Reasons to love spiders #2: Those which don’t build webs are still brilliantly creative hunters

Although spider-webs are practically synonymous with the word ‘spider’, here’s something that might surprise you - only about half the world’s spider species spin webs to catch their prey! The world of spiders is very, very diverse (they rank seventh in total species diversity among all the living organisms out there) and many of them have evolved to catch prey by different, but equally impressive means.

The trapdoor spider is a fascinating example of this. Belonging to the Ctenizidae family of arachnids, this little mygalomorph constructs a burrow in the ground, and covers it with a hinged trapdoor made of leaves, soil, and silk. The trapdoor swings outwards, and is very difficult to spot on the ground when shut. Once the spider starts feeling peckish, it hides inside the burrow while holding the trapdoor closed, waiting for an unsuspecting insect to crawl by and disturb one of the trip lines connected to the door. When this happens, the spider is quickly alerted that a tasty morsel is within reach, and bam! - it instantly leaps out and captures its prey, a mere fraction of a second from when the insect came into contact with the trip line.

No time for webs OR silken trapdoor snares? Meet the vast and ridiculously adorable family of jumping spiders (Salticidae). Armed with amazing visual acuity (they have four pairs of eyes, but they’re still cute, I promise!) and the ability to jump upto 50 times their own length, jumping spiders make for formidable hunters and prefer to stalk their prey on foot and ambush it, rather than building traps. This is how they do it: once potential prey has been sighted, a jumping spider will stalk the meal-to-be for a while in order to determine whether it’s worth the effort or not (these spiders are often tiny in size compared to their prey, so there’s always a risk involved!). If yes, the spider will first release a dragline for security, and proceed to pounce on its prey with deadly accuracy, immobilising it on the spot with a quick shot of venom in order to prevent it from escaping or putting up a struggle. However, should the little spider fail in making the jump, or if the prey manages to shake if off, it will climb right back up the security line, and either make another attempt, or wander off in search of other prey. Clever things!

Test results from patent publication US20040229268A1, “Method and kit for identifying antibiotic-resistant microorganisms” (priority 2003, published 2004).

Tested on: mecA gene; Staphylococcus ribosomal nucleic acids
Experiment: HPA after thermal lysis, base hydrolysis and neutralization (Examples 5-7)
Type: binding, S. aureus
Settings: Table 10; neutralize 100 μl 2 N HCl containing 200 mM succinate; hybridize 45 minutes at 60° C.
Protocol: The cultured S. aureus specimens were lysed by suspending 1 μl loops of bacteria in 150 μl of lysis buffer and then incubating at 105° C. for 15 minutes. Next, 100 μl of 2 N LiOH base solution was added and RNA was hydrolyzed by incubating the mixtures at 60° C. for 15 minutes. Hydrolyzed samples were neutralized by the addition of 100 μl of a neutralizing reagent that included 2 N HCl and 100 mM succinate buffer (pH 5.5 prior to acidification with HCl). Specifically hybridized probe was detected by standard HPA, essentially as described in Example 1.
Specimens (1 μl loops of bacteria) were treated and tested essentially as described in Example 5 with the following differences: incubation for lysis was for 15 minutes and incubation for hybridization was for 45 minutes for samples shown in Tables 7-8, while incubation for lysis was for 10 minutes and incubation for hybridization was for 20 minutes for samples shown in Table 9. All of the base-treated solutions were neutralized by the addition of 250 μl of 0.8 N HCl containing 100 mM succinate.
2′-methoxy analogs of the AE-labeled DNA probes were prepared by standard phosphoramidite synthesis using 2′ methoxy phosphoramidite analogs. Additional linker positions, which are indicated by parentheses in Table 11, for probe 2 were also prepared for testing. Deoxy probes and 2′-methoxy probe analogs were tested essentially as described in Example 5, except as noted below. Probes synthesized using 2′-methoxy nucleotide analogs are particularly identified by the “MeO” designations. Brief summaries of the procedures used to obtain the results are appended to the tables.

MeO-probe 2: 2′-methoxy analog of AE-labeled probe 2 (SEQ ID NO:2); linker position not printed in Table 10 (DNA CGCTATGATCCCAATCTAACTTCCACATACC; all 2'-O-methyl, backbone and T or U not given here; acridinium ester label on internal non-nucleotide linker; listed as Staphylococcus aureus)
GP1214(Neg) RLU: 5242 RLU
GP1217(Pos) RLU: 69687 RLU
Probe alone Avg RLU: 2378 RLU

Of course, these are only two of many, many fascinating examples, with more to be covered in the future! Here is part one of the installment.

  1. that-creepy-kid reblogged this from koryos
  2. lampshaming reblogged this from koryos
  3. yincira reblogged this from fuckyeaharachnophobia
  4. hellotoxoplasma reblogged this from parasitise
  5. parasitise reblogged this from fuckyeaharachnophobia
  6. karnilla74 reblogged this from fuckyeaharachnophobia
  7. paskud reblogged this from fuckyeaharachnophobia
  8. crucifigo reblogged this from fuckyeaharachnophobia
  9. fotdk reblogged this from fuckyeaharachnophobia
  10. decadensea reblogged this from fuckyeaharachnophobia
  11. fuckyeaharachnophobia reblogged this from koryos
  12. burnslikeabluedream reblogged this from koryos
  13. holdingontoclarity reblogged this from snapbutterfly
  14. phipsy reblogged this from wuzzymolecules
  15. reallymadscientist reblogged this from wuzzymolecules
  16. wuzzymolecules reblogged this from snapbutterfly
  17. askdjfhlaskjhfdlkhfa reblogged this from that-creepy-kid
  18. gigantichounds reblogged this from koryos
  19. crazylikeapopsicle reblogged this from snapbutterfly
  20. titleknown reblogged this from koryos
  21. lonelymountainson reblogged this from koryos